Classes and structs define types. You can create an object of a type. Namespaces simply declare a scope inside which other types, functions, objects, or namespaces can exist. You can't create an object of type
std (unless of course you created a type called
std, which would hide the
When you define a function inside a struct/class (a method) you're saying "This function is a fundamental operation on the associated data". When you define a function inside a namespace you're saying "This function is logically related to other functions, types, and objects in the namespace"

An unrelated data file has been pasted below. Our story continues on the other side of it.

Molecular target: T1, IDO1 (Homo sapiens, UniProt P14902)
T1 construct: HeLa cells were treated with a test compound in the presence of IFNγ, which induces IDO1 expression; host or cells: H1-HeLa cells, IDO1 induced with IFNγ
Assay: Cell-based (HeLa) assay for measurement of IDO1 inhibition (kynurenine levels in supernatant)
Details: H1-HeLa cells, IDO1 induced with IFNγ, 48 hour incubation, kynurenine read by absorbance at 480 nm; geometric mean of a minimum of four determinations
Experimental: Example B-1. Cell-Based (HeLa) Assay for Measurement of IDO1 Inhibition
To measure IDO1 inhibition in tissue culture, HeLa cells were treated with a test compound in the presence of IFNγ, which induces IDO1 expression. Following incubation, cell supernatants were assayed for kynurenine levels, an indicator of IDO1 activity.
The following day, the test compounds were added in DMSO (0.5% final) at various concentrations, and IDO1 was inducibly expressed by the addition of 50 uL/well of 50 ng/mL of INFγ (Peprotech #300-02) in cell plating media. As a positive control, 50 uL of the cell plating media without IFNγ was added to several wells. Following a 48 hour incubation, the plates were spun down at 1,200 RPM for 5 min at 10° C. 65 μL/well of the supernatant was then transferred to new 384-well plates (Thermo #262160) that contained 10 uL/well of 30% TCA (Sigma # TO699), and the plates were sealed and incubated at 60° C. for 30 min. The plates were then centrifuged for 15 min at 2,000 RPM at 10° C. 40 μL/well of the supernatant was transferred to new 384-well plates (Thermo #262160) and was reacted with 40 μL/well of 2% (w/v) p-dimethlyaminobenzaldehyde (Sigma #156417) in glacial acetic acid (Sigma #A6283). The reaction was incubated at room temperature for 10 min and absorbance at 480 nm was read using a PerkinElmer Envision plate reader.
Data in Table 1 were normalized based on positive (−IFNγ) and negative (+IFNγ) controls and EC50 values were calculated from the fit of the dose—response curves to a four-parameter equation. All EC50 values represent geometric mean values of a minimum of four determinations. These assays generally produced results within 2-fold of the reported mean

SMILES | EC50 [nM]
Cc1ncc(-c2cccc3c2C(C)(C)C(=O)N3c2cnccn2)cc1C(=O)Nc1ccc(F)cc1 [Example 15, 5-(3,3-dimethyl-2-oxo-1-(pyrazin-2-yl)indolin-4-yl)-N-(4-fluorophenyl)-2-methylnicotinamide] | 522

It's probably worth pointing out that "everything is an object" languages like Java and C# regularly use classes as if they were namespaces because they don't allow "free" functions. This may be where the confusion comes from. If you have a class in another language that contains nothing but static members, you would want to use a namespace and free functions in the C++ version.